One hundred 1,000 megawatt nuclear power plants should cost about $150 billion (£100 billion) (the first two might cost $25 billion each, but the hundredth will be less than a billion)(£650 million).

This obviously includes a manufacturing capacity able to keep churning them out at, I would guess, at least 25 a year & I would also guess, quite a lot less than £1 billion as the marginal price & with a world shortage of them & market prices starting at $1 billion.

So lets set up a conglomerate owned 50% by government & the rest between Ariva, Westinghouse & so on who now have the expertise since the Labour government closed down most of our native technical expertise. That means an extra £12 billion of new government investment beyond what they owe to get up to the £50bn. For that we get 100 gigawatts of new power, about 50% more than the total of all our power with no other production costs than the relatively minor running costs of nuclear. That means electricity prices at a fraction of their present ones & since the correlation between energy cost & availability is well known, a fast growing economy & that usage would go way up. On top of that we can later export at least 25 generators a year meaning not less than £15 billion extra exports.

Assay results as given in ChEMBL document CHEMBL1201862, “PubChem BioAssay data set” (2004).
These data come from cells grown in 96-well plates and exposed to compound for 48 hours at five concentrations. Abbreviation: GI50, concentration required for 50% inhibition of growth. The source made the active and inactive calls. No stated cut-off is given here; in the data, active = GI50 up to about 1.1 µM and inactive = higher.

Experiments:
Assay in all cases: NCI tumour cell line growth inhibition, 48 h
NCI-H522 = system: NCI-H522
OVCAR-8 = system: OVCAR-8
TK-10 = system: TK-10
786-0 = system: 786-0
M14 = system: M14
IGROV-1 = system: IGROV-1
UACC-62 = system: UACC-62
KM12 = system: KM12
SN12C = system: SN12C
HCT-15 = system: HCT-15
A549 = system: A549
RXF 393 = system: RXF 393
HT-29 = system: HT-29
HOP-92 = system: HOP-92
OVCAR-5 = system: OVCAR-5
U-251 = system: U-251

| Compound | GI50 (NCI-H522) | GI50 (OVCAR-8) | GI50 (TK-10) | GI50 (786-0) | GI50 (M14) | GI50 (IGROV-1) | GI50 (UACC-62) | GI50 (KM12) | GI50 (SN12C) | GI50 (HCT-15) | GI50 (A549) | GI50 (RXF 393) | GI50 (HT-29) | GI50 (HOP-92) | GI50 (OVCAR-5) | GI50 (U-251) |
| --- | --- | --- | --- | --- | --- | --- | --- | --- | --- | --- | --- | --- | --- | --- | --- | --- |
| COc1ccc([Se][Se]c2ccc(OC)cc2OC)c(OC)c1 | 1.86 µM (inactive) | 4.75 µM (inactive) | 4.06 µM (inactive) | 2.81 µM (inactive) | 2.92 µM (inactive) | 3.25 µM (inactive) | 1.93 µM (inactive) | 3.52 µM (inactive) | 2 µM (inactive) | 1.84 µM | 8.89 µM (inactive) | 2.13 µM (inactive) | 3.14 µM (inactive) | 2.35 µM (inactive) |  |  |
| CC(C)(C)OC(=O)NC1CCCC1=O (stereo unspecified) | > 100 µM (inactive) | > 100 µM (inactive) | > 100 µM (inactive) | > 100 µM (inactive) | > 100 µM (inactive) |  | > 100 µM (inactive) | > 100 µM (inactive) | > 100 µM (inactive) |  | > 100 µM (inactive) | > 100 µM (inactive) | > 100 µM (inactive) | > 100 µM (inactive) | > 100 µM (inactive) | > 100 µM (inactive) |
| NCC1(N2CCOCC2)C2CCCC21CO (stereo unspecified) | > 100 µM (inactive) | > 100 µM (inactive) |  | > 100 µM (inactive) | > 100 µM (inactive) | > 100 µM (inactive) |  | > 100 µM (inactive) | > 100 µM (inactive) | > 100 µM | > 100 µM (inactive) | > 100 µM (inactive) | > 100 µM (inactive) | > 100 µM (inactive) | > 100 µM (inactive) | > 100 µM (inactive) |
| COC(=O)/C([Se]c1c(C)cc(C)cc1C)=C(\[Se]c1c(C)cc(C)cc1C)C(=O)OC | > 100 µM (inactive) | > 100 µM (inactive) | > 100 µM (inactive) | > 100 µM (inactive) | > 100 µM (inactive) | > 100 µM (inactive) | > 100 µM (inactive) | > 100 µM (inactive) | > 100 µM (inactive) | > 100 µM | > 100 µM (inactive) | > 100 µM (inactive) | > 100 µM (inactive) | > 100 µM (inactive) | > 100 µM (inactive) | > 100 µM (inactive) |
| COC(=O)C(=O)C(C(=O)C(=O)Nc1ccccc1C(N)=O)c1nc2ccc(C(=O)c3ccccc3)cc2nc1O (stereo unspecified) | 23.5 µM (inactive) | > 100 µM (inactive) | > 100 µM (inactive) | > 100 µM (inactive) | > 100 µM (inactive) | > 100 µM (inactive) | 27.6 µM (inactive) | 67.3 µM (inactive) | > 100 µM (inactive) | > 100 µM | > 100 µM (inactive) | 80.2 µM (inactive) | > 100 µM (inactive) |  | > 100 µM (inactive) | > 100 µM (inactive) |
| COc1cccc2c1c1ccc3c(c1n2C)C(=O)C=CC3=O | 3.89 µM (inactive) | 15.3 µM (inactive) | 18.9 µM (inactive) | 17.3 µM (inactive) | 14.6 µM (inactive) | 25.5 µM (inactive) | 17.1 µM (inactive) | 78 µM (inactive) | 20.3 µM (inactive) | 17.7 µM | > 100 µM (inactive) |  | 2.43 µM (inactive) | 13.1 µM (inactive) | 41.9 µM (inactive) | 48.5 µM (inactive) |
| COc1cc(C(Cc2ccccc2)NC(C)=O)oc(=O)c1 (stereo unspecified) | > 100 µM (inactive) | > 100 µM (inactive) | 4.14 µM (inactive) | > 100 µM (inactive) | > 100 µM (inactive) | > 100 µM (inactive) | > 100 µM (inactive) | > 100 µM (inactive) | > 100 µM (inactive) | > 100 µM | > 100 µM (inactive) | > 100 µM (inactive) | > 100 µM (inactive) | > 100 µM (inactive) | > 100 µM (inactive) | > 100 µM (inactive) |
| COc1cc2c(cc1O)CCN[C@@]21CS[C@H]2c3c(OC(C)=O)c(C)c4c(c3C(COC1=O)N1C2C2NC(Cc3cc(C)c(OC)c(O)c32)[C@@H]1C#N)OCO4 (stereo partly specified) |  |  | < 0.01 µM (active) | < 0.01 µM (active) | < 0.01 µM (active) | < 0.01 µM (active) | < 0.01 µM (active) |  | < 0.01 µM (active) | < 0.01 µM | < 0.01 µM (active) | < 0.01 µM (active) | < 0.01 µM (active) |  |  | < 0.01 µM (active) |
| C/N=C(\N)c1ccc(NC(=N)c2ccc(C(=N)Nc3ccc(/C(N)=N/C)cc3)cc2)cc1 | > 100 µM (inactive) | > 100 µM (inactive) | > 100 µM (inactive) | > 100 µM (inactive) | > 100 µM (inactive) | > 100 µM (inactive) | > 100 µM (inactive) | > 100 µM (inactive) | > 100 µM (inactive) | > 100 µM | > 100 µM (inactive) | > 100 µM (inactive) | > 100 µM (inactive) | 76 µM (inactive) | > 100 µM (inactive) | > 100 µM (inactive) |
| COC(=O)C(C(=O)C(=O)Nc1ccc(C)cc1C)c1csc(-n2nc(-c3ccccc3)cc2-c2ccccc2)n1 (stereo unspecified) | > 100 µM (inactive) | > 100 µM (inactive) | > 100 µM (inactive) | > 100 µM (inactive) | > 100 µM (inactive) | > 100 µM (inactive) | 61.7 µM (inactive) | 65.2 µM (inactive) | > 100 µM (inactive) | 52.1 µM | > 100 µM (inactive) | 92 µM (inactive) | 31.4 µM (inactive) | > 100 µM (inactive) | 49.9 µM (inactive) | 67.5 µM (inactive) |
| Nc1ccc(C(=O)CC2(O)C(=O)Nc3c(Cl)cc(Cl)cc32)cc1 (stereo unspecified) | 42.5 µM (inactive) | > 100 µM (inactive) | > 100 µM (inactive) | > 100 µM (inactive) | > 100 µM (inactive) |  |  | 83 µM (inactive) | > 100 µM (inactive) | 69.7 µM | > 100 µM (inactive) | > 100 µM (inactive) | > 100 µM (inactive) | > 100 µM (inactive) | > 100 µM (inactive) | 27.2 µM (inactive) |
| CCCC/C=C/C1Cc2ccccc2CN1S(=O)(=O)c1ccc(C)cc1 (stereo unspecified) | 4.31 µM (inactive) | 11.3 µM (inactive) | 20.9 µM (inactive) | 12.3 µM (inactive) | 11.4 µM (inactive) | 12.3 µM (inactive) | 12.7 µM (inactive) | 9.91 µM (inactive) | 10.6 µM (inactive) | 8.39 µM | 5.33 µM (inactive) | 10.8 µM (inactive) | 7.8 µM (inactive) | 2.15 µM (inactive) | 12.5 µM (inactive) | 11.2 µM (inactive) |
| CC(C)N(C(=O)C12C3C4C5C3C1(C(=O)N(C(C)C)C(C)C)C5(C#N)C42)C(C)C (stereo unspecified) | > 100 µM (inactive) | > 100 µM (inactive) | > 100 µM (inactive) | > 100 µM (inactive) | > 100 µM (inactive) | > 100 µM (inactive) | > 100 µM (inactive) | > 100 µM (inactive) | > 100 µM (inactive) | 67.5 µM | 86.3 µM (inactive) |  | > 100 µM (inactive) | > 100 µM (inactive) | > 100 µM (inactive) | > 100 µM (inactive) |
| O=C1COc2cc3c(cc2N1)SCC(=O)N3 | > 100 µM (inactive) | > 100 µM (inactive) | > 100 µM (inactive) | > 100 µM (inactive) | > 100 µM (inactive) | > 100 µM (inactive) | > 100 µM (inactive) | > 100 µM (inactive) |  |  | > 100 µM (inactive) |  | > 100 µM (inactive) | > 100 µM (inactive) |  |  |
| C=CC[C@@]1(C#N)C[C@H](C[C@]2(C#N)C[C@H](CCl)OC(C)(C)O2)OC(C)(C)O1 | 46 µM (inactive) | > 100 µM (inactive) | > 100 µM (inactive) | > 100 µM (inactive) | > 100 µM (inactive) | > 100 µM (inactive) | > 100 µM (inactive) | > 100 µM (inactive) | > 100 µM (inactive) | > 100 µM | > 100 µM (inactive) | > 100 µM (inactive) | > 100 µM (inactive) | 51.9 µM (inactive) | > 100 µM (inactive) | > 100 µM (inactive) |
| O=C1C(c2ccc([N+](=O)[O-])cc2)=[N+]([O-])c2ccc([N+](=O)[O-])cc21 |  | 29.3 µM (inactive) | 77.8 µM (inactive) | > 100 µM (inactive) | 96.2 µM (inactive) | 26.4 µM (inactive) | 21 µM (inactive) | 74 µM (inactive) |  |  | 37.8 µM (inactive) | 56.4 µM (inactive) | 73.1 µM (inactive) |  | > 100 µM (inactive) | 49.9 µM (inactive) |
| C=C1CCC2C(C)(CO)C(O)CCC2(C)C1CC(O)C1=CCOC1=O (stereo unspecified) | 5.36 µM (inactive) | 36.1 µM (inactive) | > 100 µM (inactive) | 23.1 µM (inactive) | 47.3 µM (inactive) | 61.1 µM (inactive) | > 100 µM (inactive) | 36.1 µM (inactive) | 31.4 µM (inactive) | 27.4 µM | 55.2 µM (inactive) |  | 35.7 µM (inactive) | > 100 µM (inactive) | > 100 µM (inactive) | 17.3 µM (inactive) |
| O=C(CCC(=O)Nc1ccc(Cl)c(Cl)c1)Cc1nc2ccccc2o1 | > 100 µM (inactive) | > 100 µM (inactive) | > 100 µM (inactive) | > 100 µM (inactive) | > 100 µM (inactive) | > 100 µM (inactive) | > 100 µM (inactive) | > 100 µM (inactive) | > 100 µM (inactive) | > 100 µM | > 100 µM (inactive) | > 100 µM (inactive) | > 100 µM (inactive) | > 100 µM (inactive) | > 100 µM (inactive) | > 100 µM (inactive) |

Beats borrowing £500 billion & blowing it on a 2.5% VAT cut & lots of useless civil service regulators doesn't it?

PS Must admit I have said something similar before here but the numbers stack up even better than I thought.

PPS Jerry also used a link from me last week about the tizzy thrown by the Barclay Bros when Sark refused to vote for their candidates.

Barclay Brothers snarky about Sark

Re your mention of this on Thursday voters in Sark overwhelmingly voted for candidates the Barclay Bros didn't want & they have taken a huff & their money & left. Considering that this means a high proportion of the locals losing their employment I have a lot of respect for such people not being willing to be bullied.

The Barclays Bros own the Telegraph which is, unfortunately, one of the few papers which will print articles skeptical to the warming scam.

Neil Craig

Everything is connected to everything else....